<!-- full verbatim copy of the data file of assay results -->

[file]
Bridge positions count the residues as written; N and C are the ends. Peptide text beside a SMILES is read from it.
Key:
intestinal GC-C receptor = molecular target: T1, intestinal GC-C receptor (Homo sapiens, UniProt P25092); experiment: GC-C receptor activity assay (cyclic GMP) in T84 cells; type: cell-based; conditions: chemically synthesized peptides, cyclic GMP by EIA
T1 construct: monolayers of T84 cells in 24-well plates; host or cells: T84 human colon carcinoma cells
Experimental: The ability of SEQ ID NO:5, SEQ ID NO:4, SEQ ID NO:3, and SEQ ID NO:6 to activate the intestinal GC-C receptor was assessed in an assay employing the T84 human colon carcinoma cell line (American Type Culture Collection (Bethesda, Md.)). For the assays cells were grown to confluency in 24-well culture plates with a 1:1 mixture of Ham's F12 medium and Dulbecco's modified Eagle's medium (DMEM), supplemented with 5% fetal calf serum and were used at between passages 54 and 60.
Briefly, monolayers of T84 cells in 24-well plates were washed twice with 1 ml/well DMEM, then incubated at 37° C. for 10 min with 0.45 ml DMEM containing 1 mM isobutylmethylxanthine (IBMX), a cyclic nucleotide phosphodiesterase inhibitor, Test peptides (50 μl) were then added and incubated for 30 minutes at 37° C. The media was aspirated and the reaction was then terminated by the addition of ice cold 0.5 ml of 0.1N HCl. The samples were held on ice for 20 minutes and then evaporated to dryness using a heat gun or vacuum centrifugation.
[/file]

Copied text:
Bridge positions count the residues as written; N and C are the ends. Peptide text beside a SMILES is read from it.
Key:
intestinal GC-C receptor = molecular target: T1, intestinal GC-C receptor (Homo sapiens, UniProt P25092); experiment: GC-C receptor activity assay (cyclic GMP) in T84 cells; type: cell-based; conditions: chemically synthesized peptides, cyclic GMP by EIA
T1 construct: monolayers of T84 cells in 24-well plates; host or cells: T84 human colon carcinoma cells
Experimental: The ability of SEQ ID NO:5, SEQ ID NO:4, SEQ ID NO:3, and SEQ ID NO:6 to activate the intestinal GC-C receptor was assessed in an assay employing the T84 human colon carcinoma cell line (American Type Culture Collection (Bethesda, Md.)). For the assays cells were grown to confluency in 24-well culture plates with a 1:1 mixture of Ham's F12 medium and Dulbecco's modified Eagle's medium (DMEM), supplemented with 5% fetal calf serum and were used at between passages 54 and 60.
Briefly, monolayers of T84 cells in 24-well plates were washed twice with 1 ml/well DMEM, then incubated at 37° C. for 10 min with 0.45 ml DMEM containing 1 mM isobutylmethylxanthine (IBMX), a cyclic nucleotide phosphodiesterase inhibitor, Test peptides (50 μl) were then added and incubated for 30 minutes at 37° C. The media was aspirated and the reaction was then terminated by the addition of ice cold 0.5 ml of 0.1N HCl. The samples were held on ice for 20 minutes and then evaporated to dryness using a heat gun or vacuum centrifugation.